RI President Sakuji Tanaka (second from left) takes part in a Holi festival 27 March, organized by Rotarians in District 3010 (Union Territory, India) during a visit to the district. Holi is a festival of colors celebrated by Hindus mainly in India and Nepal.
While I was preparing for a Major Donor dinner in Tampa Bay, Florida, on my birthday, which is 4 February, I thought about the past year. As people often do on their birthdays, I was reflecting about how quickly time passes and about my purpose in life of being useful to others — especially during my year as RI president when I feel I must do my best for Rotarians. I was remembering all the places I’ve traveled as a Rotarian and the interesting people I’ve met along the way. Continue reading →
My visit to the Oklahoma City National Memorial made a deep impression on me. Walking through the rows of empty chairs, one for each of the bombing’s 168 victims, I thought of the families, friends, and loved ones left behind. Continue reading →
As I traveled in 2012 to Rotary clubs and projects, I saw the joy of being a Rotarian. I noticed that the deeper your involvement with Rotary, the more you can grow as a person. Furthermore, I believe that Rotary can mean something different to each Rotarian, and it’s a part of our journey to discover that meaning. My wish for 2013 is that Rotarians discover what this organization means to them, and then share it with others. These personal experiences are our Rotary moments. Here were some of my Rotary moments from the past few months. Continue reading →
RI President Sakuji Tanaka stands by a section of the Berlin Wall on display at the UN, during Rotary-UN Day. The first of three Rotary Global Peace Forums begins in Berlin, Germany, on 30 November. Photo by Monika Lozinska/Rotary Images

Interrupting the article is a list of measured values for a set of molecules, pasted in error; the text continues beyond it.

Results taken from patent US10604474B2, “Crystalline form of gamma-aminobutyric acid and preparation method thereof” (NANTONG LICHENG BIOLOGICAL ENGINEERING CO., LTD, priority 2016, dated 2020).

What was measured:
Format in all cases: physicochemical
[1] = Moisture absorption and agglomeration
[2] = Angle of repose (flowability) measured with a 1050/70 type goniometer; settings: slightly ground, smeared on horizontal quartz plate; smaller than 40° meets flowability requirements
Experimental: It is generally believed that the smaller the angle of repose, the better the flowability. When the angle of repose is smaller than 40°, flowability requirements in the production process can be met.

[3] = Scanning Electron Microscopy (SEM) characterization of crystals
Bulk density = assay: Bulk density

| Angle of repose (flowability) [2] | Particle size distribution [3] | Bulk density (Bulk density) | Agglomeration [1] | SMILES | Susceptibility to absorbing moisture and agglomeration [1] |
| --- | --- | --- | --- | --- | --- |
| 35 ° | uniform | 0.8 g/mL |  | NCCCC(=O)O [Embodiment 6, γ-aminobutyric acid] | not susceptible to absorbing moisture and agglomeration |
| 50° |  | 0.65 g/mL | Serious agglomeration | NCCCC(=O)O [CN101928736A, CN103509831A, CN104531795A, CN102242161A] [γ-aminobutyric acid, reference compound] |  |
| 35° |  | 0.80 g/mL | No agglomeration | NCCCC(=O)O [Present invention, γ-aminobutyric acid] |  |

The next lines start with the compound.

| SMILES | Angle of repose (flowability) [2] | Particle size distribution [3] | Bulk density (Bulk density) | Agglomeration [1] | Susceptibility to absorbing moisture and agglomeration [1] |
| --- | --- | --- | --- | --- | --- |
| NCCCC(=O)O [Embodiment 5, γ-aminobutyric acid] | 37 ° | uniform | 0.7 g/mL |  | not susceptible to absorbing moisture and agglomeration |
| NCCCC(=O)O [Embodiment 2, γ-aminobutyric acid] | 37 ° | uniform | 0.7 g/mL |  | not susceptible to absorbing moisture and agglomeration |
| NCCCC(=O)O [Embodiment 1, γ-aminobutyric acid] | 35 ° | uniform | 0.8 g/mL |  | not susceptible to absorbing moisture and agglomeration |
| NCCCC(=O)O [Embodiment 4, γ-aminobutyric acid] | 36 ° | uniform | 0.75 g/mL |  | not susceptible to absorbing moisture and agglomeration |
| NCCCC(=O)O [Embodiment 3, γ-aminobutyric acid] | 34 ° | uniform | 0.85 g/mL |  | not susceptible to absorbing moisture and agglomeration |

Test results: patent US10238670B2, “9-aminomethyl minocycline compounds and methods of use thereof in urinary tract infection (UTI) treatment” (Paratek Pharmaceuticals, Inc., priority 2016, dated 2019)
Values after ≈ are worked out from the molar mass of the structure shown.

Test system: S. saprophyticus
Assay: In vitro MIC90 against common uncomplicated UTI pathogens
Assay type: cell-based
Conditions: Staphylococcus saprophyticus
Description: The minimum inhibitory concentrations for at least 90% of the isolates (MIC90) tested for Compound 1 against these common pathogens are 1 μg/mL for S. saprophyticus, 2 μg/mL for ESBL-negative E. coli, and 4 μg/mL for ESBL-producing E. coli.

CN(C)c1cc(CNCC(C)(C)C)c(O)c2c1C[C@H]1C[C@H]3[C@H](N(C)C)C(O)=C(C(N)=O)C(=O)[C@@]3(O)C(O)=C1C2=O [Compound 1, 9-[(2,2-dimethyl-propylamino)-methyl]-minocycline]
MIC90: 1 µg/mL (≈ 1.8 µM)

After the RI Board meeting in November, I attended a memorable Rotary-UN Day in New York City.
While this annual event is important because it reinforces the long-standing relationship between the United Nations and Rotary International, this year was different from past Rotary-UN Days. Less than a week before the event, Hurricane Sandy hit, knocking out power and flooding parts of the area. The city was still struggling to get back on its feet during our event. Yet 950 people of the 1,300 who registered for the event were able to attend. Continue reading →
I was moved to see my theme for the year, Peace Through Service, in action once again in the Rotary world, especially at a Rotary Institute in Yeosu, Korea.
At the institute, I learned about some of the Korean Rotarians’ effective membership initiatives and how they reached out to Rotarians in Japan. This is significant because, historically, Koreans and Japanese have had difficult relations. Through Rotary, though, they showed that we’re all part of a non-political organization. They told me it is more important to have person-to-person relationships. Rotarians just want to do good in the world and change lives. I have seen this over and over during my worldwide travels. Continue reading →
Throughout my travels in September, I saw Rotarians promoting Peace Through Service and diligently helping others.
One event that comes to mind, which I attended in September, was the 11th Korea-Japan Goodwill Conference in Tokyo. It brought together more than 1,400 Rotarians from two countries that are experiencing conflict. I was proud to see Rotarians talking about promoting friendship between their countries. Many Rotarians feel that, despite what politicians say, Rotarians share common ideals of service, and this attitude can help transcend conflict. Continue reading →
In Japan, we place great importance on the value of work. Whatever we are called to do, we should do it to the very best of our abilities, with dignity and with pride. Whether the job is running a country or shining shoes, there is honor in every vocation.
I grew up embracing this belief, but I had never stopped to contemplate it. One day, in my third year in Rotary, we had a speaker at our club who talked about the purpose of one’s livelihood. He asked, why do we work hard? What is the importance of our work? Continue reading →
While I was in Africa recently, I traveled through eight countries and nine cities, meeting people and projects along the way. What I saw amazed me.
For example, I met Rotarians who had an impressive ability to identify the needs of orphaned children. They were using grants from The Rotary Foundation to help support a dairy farm in Kenya. Continue reading →
By Sakuji Tanaka, in English and Japanese Photos by Alyce Henson/Rotary Images On 11 August, I had the honor of taking part in the Bud Billiken Parade in Chicago — the city where Rotary began. The parade and picnic, the … Continue reading →